Canada’s Provincial Nominee Programs (PNPs) are very popular among candidates applying to immigrate to Canada.  The PNPs are the second main way Canada welcomes skilled worker immigrants. Under the PNPs, Canada’s provincial and territorial governments are able to nominate individuals to reside in the province/territory as permanent residents in order to meet their labor force and economic needs. An applicant must apply for and receive a Provincial Nomination Certificate (PNC) from the provincial government where they intend to ultimately settle.

Candidates who have created a profile in the federal Express Entry system AND have also applied for and received a PNC, are awarded an additional 600 points toward their Comprehensive Ranking System (CRS) score at the federal level, on top of the points that they have in the federal Express Entry pool. The additional 600 CRS points virtually guarantee that the candidate will receive an invitation to apply for Canadian permanent residence.

Canada’s Express Entry immigration system is competitive. Only a limited number of candidates with the highest CRS points in the pool are issued Invitations to Apply (ITAs) for Canadian permanent residence through regular draws which typically take place every two weeks. A candidate’s CRS score is based on factors such as age, education, skilled work experience and proficiency in English or French.

February 13 Express Entry

Based on your personal information you will be given a Comprehensive Ranking System (CRS) score. Your CRS is a numerical value, out of a possible 1,200, determined by your core human capital. This is essentially your age, work experience, educational background, ability to adapt and language skills.

The CRS points may be awarded to an individual or a couple. Candidates do not need to have any experience in Canada in order to be invited to apply for permanent residence. They do not need a job offer, but a job offer may give them some extra points.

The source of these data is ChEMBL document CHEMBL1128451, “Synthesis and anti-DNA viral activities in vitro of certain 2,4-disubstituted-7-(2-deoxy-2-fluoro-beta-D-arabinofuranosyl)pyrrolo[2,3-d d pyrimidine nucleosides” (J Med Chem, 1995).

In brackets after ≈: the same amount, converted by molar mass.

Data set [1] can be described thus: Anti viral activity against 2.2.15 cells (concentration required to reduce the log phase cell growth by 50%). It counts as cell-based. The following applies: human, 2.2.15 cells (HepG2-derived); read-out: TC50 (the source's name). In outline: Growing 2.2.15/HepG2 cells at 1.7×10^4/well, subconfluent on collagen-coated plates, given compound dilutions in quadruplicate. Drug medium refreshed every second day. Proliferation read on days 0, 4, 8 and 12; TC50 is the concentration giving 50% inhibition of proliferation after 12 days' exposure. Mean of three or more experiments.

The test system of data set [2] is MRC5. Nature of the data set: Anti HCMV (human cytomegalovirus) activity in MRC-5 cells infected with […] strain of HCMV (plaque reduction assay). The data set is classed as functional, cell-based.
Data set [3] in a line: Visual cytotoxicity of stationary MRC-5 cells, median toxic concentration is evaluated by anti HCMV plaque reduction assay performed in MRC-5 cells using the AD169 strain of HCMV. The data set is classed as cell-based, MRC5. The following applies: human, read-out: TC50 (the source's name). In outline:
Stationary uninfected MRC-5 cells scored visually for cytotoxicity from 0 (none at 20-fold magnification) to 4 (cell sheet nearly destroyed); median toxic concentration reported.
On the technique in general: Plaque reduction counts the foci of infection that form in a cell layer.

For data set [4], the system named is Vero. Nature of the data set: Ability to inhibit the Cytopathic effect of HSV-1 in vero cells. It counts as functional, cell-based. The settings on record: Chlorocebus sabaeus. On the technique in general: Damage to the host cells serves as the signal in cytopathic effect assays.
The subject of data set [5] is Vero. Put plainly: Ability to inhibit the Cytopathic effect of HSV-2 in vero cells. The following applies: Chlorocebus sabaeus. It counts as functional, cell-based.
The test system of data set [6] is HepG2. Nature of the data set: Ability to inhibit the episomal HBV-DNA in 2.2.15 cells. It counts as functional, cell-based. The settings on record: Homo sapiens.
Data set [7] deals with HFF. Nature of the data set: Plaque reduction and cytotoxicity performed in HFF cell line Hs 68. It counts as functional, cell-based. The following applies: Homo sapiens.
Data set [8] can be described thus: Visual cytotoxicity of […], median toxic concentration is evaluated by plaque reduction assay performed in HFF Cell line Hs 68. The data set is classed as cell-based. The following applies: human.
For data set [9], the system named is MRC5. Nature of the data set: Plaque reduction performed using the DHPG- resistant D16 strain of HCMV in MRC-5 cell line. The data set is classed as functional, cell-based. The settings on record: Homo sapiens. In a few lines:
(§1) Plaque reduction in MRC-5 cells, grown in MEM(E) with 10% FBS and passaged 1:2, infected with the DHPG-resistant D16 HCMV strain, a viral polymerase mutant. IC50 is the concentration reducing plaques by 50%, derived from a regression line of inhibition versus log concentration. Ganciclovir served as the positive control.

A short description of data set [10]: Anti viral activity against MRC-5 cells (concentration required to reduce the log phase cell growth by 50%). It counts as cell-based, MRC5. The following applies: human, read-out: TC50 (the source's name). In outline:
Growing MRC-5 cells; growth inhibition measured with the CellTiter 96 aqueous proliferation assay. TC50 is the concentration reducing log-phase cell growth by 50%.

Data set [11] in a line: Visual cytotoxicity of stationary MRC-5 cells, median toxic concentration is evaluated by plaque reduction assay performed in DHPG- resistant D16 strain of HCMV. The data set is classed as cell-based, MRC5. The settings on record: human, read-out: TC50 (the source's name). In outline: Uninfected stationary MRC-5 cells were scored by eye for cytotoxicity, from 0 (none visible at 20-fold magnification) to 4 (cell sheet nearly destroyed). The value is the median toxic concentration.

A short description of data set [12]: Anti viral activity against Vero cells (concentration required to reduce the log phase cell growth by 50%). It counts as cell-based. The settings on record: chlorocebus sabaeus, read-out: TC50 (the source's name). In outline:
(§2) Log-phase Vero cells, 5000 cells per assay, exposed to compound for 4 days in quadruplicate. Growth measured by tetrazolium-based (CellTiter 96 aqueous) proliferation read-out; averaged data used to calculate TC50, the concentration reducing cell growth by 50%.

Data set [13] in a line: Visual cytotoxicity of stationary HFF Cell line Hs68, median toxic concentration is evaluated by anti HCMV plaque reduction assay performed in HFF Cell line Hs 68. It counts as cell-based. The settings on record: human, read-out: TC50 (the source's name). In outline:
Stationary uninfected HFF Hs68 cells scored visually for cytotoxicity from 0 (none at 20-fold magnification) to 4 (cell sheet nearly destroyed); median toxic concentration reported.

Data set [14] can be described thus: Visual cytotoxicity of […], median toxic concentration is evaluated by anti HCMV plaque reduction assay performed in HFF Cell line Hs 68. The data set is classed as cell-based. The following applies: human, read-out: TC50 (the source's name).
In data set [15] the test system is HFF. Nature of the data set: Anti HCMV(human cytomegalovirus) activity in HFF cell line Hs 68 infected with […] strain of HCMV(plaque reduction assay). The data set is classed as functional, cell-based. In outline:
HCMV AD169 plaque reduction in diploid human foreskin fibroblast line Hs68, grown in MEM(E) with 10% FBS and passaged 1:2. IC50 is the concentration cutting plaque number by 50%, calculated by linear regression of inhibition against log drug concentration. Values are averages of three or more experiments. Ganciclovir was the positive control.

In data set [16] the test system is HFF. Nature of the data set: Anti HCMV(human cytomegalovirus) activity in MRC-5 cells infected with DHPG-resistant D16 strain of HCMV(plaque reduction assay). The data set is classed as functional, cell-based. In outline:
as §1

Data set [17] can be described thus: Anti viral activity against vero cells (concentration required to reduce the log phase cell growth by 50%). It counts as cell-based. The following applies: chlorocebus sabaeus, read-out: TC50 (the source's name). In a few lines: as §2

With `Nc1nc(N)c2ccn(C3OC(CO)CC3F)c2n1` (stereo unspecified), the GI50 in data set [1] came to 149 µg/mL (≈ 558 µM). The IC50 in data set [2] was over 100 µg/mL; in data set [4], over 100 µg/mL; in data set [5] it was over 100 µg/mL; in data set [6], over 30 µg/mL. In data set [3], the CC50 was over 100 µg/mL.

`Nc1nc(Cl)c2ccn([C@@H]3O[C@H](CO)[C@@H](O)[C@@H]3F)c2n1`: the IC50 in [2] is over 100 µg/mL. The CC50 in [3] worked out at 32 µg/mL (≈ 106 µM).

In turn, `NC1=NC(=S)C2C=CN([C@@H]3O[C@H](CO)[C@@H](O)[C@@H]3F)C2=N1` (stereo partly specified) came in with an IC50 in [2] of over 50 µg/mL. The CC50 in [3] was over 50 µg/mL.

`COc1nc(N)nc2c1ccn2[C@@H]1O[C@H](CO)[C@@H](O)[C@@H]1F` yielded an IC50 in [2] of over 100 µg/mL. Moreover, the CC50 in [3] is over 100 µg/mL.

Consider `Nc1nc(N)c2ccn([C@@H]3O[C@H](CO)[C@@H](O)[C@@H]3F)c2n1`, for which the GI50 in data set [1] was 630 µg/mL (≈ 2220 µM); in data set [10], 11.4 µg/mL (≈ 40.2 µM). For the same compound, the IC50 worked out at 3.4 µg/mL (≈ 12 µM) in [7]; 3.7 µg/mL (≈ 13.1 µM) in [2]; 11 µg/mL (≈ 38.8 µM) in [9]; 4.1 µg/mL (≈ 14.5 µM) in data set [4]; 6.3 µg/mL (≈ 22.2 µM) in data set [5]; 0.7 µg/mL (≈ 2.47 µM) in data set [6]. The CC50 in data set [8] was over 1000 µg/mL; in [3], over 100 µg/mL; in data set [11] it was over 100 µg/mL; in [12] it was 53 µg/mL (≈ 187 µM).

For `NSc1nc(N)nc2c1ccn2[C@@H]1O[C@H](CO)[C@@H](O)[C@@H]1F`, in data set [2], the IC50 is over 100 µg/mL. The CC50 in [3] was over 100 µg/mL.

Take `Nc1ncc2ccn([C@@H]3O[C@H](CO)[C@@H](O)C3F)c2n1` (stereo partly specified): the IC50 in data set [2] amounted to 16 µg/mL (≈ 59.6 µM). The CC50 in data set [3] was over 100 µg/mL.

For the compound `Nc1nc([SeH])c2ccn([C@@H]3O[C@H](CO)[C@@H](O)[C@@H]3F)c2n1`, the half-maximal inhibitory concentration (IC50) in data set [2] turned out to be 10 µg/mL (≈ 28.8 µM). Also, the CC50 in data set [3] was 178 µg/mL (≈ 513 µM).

Once your profile has been completed and your CRS has been calculated, you will be placed into a pool of candidates ranked by their CRS score. Find out if you are potentially eligible to enter the Express Entry pool. The Canadian federal government and the provincial and territorial governments regularly draws candidates from this pool to issue ITAs based on particular needs and shortages in the country or provinces.

Candidates with the highest CRS scores get issued ITAs first. So once your CRS score meets the minimum cut-off point for a particular draw you will be issued an ITA.  If you receive an ITA, you can go ahead and submit a permanent residence application to IRCC.

Improve your CRS score

The February 13 Express Entry CRS score was merely 75 points, meaning that even candidates with some of the lowest scores in history were invited. However, it is advised that you continue to improve your CRS scoring in a number of ways.  See Tips for Improving Express Entry CRS Scores. It is not certain that IRCC will keep CRS scores at this low level for future draws or for how long. Before the pandemic, a candidate typically needed a CRS of around 470 to receive a permanent residence invitation. This usually requires candidates to have several years of post-secondary and perhaps multiple educational credentials, several years of work experience, and a strong English and/or French language proficiency. It is therefore best to continue improving your CRS score to the highest possible.

Top questions about Express Entry profiles

See all questions about Express Entry draws